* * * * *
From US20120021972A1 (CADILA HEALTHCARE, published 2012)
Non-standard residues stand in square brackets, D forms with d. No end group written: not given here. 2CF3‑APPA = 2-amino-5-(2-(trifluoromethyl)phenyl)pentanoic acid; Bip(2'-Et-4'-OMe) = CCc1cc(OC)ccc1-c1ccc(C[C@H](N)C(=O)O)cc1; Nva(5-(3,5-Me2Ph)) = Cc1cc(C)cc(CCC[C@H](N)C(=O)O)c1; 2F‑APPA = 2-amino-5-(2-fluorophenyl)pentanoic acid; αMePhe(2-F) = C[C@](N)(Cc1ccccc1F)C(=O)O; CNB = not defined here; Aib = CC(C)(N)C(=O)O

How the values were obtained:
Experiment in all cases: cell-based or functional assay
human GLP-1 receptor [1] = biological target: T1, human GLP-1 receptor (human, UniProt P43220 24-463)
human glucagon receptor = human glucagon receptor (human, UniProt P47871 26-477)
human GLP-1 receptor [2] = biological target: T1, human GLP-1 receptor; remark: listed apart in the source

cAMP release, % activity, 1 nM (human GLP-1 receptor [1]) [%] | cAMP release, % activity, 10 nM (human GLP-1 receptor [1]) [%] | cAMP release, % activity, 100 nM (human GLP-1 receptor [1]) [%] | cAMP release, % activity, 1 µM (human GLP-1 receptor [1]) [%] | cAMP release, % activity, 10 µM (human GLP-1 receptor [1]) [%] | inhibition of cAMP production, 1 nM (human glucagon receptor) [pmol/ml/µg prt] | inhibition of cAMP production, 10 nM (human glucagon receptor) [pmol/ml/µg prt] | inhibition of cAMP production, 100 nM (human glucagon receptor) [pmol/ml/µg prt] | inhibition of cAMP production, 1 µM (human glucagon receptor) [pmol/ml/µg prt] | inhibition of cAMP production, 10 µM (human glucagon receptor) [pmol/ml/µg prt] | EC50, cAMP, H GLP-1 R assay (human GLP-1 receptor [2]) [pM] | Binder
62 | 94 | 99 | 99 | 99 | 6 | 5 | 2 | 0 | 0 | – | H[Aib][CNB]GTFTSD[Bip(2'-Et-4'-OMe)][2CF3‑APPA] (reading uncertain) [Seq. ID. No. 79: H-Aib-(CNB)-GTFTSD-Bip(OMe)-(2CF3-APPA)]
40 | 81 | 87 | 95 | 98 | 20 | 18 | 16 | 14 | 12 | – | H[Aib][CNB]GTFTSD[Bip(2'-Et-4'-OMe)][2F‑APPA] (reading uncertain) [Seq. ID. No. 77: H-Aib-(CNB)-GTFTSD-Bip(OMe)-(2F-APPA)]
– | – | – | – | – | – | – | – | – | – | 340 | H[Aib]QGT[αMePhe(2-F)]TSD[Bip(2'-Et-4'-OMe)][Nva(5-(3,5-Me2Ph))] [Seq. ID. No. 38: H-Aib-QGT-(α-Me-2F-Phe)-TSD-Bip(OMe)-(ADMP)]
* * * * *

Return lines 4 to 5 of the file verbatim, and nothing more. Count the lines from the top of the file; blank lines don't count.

Experiment in all cases: cell-based or functional assay
human GLP-1 receptor [1] = biological target: T1, human GLP-1 receptor (human, UniProt P43220 24-463)